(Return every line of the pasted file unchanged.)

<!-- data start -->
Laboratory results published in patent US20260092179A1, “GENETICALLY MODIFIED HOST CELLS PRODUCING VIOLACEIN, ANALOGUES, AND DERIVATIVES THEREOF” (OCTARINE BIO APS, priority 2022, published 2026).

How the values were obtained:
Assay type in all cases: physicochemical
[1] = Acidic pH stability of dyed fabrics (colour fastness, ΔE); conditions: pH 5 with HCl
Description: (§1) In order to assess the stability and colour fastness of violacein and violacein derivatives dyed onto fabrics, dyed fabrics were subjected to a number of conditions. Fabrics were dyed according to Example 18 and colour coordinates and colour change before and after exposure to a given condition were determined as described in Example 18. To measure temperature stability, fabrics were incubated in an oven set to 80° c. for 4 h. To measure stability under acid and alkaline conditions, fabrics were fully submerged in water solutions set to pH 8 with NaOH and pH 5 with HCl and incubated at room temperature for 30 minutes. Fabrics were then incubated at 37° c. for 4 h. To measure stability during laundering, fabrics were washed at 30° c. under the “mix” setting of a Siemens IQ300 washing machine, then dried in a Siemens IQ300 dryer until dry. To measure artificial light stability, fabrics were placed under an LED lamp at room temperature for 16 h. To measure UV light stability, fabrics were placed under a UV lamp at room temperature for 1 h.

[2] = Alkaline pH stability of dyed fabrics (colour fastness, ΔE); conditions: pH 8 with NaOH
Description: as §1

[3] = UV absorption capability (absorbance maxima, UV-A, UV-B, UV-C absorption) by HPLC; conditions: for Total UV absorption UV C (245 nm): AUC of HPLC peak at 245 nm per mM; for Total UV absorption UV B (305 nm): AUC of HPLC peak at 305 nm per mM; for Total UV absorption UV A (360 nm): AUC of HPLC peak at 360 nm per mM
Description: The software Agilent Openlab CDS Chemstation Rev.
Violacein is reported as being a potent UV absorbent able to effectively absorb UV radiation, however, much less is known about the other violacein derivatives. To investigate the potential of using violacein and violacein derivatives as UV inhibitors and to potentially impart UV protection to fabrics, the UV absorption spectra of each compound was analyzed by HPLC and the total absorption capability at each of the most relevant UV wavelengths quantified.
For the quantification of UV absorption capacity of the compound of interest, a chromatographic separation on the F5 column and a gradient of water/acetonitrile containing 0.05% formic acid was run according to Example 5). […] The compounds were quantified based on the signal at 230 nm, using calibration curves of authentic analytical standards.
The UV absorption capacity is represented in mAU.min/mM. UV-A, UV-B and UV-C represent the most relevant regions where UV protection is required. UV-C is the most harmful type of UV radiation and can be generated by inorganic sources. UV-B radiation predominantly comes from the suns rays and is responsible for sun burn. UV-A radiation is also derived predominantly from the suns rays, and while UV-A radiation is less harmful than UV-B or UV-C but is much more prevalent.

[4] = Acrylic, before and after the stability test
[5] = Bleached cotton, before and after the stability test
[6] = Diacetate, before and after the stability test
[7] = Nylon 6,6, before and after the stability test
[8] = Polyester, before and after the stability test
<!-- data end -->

Laboratory results published in patent US20260092179A1, “GENETICALLY MODIFIED HOST CELLS PRODUCING VIOLACEIN, ANALOGUES, AND DERIVATIVES THEREOF” (OCTARINE BIO APS, priority 2022, published 2026).

How the values were obtained:
Assay type in all cases: physicochemical
[1] = Acidic pH stability of dyed fabrics (colour fastness, ΔE); conditions: pH 5 with HCl
Description: (§1) In order to assess the stability and colour fastness of violacein and violacein derivatives dyed onto fabrics, dyed fabrics were subjected to a number of conditions. Fabrics were dyed according to Example 18 and colour coordinates and colour change before and after exposure to a given condition were determined as described in Example 18. To measure temperature stability, fabrics were incubated in an oven set to 80° c. for 4 h. To measure stability under acid and alkaline conditions, fabrics were fully submerged in water solutions set to pH 8 with NaOH and pH 5 with HCl and incubated at room temperature for 30 minutes. Fabrics were then incubated at 37° c. for 4 h. To measure stability during laundering, fabrics were washed at 30° c. under the “mix” setting of a Siemens IQ300 washing machine, then dried in a Siemens IQ300 dryer until dry. To measure artificial light stability, fabrics were placed under an LED lamp at room temperature for 16 h. To measure UV light stability, fabrics were placed under a UV lamp at room temperature for 1 h.

[2] = Alkaline pH stability of dyed fabrics (colour fastness, ΔE); conditions: pH 8 with NaOH
Description: as §1

[3] = UV absorption capability (absorbance maxima, UV-A, UV-B, UV-C absorption) by HPLC; conditions: for Total UV absorption UV C (245 nm): AUC of HPLC peak at 245 nm per mM; for Total UV absorption UV B (305 nm): AUC of HPLC peak at 305 nm per mM; for Total UV absorption UV A (360 nm): AUC of HPLC peak at 360 nm per mM
Description: The software Agilent Openlab CDS Chemstation Rev.
Violacein is reported as being a potent UV absorbent able to effectively absorb UV radiation, however, much less is known about the other violacein derivatives. To investigate the potential of using violacein and violacein derivatives as UV inhibitors and to potentially impart UV protection to fabrics, the UV absorption spectra of each compound was analyzed by HPLC and the total absorption capability at each of the most relevant UV wavelengths quantified.
For the quantification of UV absorption capacity of the compound of interest, a chromatographic separation on the F5 column and a gradient of water/acetonitrile containing 0.05% formic acid was run according to Example 5). […] The compounds were quantified based on the signal at 230 nm, using calibration curves of authentic analytical standards.
The UV absorption capacity is represented in mAU.min/mM. UV-A, UV-B and UV-C represent the most relevant regions where UV protection is required. UV-C is the most harmful type of UV radiation and can be generated by inorganic sources. UV-B radiation predominantly comes from the suns rays and is responsible for sun burn. UV-A radiation is also derived predominantly from the suns rays, and while UV-A radiation is less harmful than UV-B or UV-C but is much more prevalent.

[4] = Acrylic, before and after the stability test
[5] = Bleached cotton, before and after the stability test
[6] = Diacetate, before and after the stability test
[7] = Nylon 6,6, before and after the stability test
[8] = Polyester, before and after the stability test